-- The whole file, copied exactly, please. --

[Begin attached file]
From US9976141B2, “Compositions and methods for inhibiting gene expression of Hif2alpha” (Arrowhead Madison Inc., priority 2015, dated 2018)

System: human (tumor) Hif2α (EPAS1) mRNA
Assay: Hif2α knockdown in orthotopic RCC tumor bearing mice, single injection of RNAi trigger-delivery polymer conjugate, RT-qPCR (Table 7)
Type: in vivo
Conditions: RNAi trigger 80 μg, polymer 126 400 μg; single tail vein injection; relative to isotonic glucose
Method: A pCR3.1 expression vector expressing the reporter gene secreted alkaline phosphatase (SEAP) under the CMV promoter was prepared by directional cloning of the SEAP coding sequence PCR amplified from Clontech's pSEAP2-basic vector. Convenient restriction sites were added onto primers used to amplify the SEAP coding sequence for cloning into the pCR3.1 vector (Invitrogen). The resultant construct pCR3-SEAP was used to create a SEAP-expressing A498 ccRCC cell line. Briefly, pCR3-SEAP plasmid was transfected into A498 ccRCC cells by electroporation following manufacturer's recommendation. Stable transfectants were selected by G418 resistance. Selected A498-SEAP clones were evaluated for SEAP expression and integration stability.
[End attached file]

From US9976141B2, “Compositions and methods for inhibiting gene expression of Hif2alpha” (Arrowhead Madison Inc., priority 2015, dated 2018)

System: human (tumor) Hif2α (EPAS1) mRNA
Assay: Hif2α knockdown in orthotopic RCC tumor bearing mice, single injection of RNAi trigger-delivery polymer conjugate, RT-qPCR (Table 7)
Type: in vivo
Conditions: RNAi trigger 80 μg, polymer 126 400 μg; single tail vein injection; relative to isotonic glucose
Method: A pCR3.1 expression vector expressing the reporter gene secreted alkaline phosphatase (SEAP) under the CMV promoter was prepared by directional cloning of the SEAP coding sequence PCR amplified from Clontech's pSEAP2-basic vector. Convenient restriction sites were added onto primers used to amplify the SEAP coding sequence for cloning into the pCR3.1 vector (Invitrogen). The resultant construct pCR3-SEAP was used to create a SEAP-expressing A498 ccRCC cell line. Briefly, pCR3-SEAP plasmid was transfected into A498 ccRCC cells by electroporation following manufacturer's recommendation. Stable transfectants were selected by G418 resistance. Selected A498-SEAP clones were evaluated for SEAP expression and integration stability.